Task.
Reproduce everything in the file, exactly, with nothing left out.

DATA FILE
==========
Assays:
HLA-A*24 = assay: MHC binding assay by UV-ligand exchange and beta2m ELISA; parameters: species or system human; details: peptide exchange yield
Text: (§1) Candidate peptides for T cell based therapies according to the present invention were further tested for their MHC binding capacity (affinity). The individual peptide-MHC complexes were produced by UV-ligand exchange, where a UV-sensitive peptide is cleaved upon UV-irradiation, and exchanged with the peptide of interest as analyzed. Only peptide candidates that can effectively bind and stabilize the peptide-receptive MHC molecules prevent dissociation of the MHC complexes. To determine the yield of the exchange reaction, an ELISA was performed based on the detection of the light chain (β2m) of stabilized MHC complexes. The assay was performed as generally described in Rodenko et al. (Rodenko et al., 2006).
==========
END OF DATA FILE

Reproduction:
Assays:
HLA-A*24 = assay: MHC binding assay by UV-ligand exchange and beta2m ELISA; parameters: species or system human; details: peptide exchange yield
Text: (§1) Candidate peptides for T cell based therapies according to the present invention were further tested for their MHC binding capacity (affinity). The individual peptide-MHC complexes were produced by UV-ligand exchange, where a UV-sensitive peptide is cleaved upon UV-irradiation, and exchanged with the peptide of interest as analyzed. Only peptide candidates that can effectively bind and stabilize the peptide-receptive MHC molecules prevent dissociation of the MHC complexes. To determine the yield of the exchange reaction, an ELISA was performed based on the detection of the light chain (β2m) of stabilized MHC complexes. The assay was performed as generally described in Rodenko et al. (Rodenko et al., 2006).